“There’s going to be a lot of discussion about what commitments individual nations are going to make, who’s going to contribute forces to what, and probably a lot of efforts to coordinate those,” Mueller said.


Back in the Cold War days, NATO’s stance against the Soviet Union was largely defensive. The war plans were to prevent a Soviet invasion of Western Europe without much thought of a Napoleon-style assault on Moscow. And that’s the war the Ukrainians are fighting, to keep Russian forces from taking them over completely.

But there are some problems with a NATO campaign against Russia.

First, take a look at the last quoted sentence above: “There’s going to be a lot of discussion about what commitments individual nations are going to make, who’s going to contribute forces to what…” I can tell you who the rest of NATO is thinking about: When they say “individual nations,” they mean the United States. When they say “who’s going to contribute forces,” they mean the United States. We’re not ready to do this. We aren’t ready for a war with Russia, and that’s precisely what this would mean: U.S. troops on the ground, fighting Russian troops. That’s the stuff that world wars are born of. We don’t have the Army we had in Desert Storm, nor do we have the Navy or the Air Force. The Army — my Army, as was — no longer seems to have as their primary mission to “…close with and destroy the enemy by fire, maneuver and shock effect.” Now the DoD seems to have… other priorities. Add to that our thirty-two trillion in national debt; we just can’t afford any more forever wars, especially not under the feckless and incompetent leadership we have at the moment.


Readiness, though, really isn’t the issue. The issue here is this: What compelling U.S. interest is involved here? We’re impoverishing ammo stocks and equipment holdings to supply Ukraine as it is. Is the preservation of Ukraine worth a major deployment of U.S. troops? Or should we let Europe, for the first time since 1917, fix their own troubles?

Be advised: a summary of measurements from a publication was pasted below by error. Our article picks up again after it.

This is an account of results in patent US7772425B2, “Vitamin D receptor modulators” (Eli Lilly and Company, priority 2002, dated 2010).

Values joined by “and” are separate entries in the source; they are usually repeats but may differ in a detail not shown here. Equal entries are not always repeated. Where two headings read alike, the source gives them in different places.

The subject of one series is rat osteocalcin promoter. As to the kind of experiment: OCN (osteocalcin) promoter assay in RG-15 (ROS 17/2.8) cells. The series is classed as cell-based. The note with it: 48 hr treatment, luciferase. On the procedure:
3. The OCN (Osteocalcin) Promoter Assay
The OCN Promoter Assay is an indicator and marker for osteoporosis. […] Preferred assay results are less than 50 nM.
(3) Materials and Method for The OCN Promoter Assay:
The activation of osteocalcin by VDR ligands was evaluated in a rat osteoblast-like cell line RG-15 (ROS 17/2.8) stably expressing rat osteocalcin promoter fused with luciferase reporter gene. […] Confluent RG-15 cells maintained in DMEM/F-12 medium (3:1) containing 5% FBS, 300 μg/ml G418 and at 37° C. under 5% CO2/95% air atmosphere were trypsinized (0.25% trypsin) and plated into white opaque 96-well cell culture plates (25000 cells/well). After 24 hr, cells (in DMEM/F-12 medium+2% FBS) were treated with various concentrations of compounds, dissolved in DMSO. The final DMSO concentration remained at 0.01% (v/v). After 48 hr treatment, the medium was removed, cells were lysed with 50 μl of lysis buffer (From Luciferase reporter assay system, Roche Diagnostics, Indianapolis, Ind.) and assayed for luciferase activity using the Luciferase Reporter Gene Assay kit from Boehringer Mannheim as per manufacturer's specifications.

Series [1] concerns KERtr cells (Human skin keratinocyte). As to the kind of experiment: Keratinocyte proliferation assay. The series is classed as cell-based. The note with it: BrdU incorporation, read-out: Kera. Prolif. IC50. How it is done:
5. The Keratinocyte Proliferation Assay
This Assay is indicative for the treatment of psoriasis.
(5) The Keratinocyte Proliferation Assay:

Has NATO outlived its usefulness?

I don’t think anyone in NATO wants to fight Russia. What’s more, I don’t think Putin wants to fight NATO. I don’t think there’s any possible win in this for anyone involved. And there are a hell of a lot of ways where everyone loses. Putin is already preparing one of those ways.

Ukraine is not a NATO member, and with an ongoing conflict, cannot become a NATO member. The only acceptable reason for NATO involvement here is if Russia invades a NATO nation like Poland. And given the trouble Russia is having in Ukraine, I don’t see them leap-frogging over to Poland any time soon. NATO is probably prudent to be concerned, even if they will expect the U.S. to expend most of the blood and treasure (what else is new?) but the smart play is, as NATO did in the Cold War, to stand on the defensive. The only action NATO should take is to place a close watch on the borders Ukraine shares with NATO nations Poland, Slovakia, Hungary, and Romania, in the unlikely event Russia decides to try something really off the wall. My guess is they won’t.